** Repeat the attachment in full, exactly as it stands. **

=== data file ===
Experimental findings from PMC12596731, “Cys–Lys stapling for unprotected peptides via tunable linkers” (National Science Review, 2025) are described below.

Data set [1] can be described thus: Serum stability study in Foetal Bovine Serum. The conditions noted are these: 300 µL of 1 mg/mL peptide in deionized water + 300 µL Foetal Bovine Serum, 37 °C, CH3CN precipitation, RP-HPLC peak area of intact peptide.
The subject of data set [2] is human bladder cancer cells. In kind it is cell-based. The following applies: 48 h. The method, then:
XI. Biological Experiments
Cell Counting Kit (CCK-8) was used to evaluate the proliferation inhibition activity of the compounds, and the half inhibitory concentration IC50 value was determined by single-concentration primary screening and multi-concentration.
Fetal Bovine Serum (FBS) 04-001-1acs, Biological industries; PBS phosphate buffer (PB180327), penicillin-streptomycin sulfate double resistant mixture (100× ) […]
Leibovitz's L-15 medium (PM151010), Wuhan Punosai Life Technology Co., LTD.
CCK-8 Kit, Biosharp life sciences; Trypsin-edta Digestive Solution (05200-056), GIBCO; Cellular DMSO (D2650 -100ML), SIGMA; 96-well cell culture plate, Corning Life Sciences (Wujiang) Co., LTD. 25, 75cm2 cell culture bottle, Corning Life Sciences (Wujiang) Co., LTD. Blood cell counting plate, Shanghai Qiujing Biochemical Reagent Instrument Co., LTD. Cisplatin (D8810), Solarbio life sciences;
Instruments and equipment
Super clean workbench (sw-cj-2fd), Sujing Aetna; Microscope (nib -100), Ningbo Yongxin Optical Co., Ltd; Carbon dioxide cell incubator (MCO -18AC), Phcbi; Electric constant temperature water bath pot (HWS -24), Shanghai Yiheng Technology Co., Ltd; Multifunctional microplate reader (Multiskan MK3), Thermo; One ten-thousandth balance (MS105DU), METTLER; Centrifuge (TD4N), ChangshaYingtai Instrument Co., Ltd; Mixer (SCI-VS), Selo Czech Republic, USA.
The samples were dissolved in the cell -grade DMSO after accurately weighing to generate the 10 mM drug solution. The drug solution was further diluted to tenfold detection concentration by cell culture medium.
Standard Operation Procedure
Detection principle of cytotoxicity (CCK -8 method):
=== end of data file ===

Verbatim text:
Experimental findings from PMC12596731, “Cys–Lys stapling for unprotected peptides via tunable linkers” (National Science Review, 2025) are described below.

Data set [1] can be described thus: Serum stability study in Foetal Bovine Serum. The conditions noted are these: 300 µL of 1 mg/mL peptide in deionized water + 300 µL Foetal Bovine Serum, 37 °C, CH3CN precipitation, RP-HPLC peak area of intact peptide.
The subject of data set [2] is human bladder cancer cells. In kind it is cell-based. The following applies: 48 h. The method, then:
XI. Biological Experiments
Cell Counting Kit (CCK-8) was used to evaluate the proliferation inhibition activity of the compounds, and the half inhibitory concentration IC50 value was determined by single-concentration primary screening and multi-concentration.
Fetal Bovine Serum (FBS) 04-001-1acs, Biological industries; PBS phosphate buffer (PB180327), penicillin-streptomycin sulfate double resistant mixture (100× ) […]
Leibovitz's L-15 medium (PM151010), Wuhan Punosai Life Technology Co., LTD.
CCK-8 Kit, Biosharp life sciences; Trypsin-edta Digestive Solution (05200-056), GIBCO; Cellular DMSO (D2650 -100ML), SIGMA; 96-well cell culture plate, Corning Life Sciences (Wujiang) Co., LTD. 25, 75cm2 cell culture bottle, Corning Life Sciences (Wujiang) Co., LTD. Blood cell counting plate, Shanghai Qiujing Biochemical Reagent Instrument Co., LTD. Cisplatin (D8810), Solarbio life sciences;
Instruments and equipment
Super clean workbench (sw-cj-2fd), Sujing Aetna; Microscope (nib -100), Ningbo Yongxin Optical Co., Ltd; Carbon dioxide cell incubator (MCO -18AC), Phcbi; Electric constant temperature water bath pot (HWS -24), Shanghai Yiheng Technology Co., Ltd; Multifunctional microplate reader (Multiskan MK3), Thermo; One ten-thousandth balance (MS105DU), METTLER; Centrifuge (TD4N), ChangshaYingtai Instrument Co., Ltd; Mixer (SCI-VS), Selo Czech Republic, USA.
The samples were dissolved in the cell -grade DMSO after accurately weighing to generate the 10 mM drug solution. The drug solution was further diluted to tenfold detection concentration by cell culture medium.
Standard Operation Procedure
Detection principle of cytotoxicity (CCK -8 method):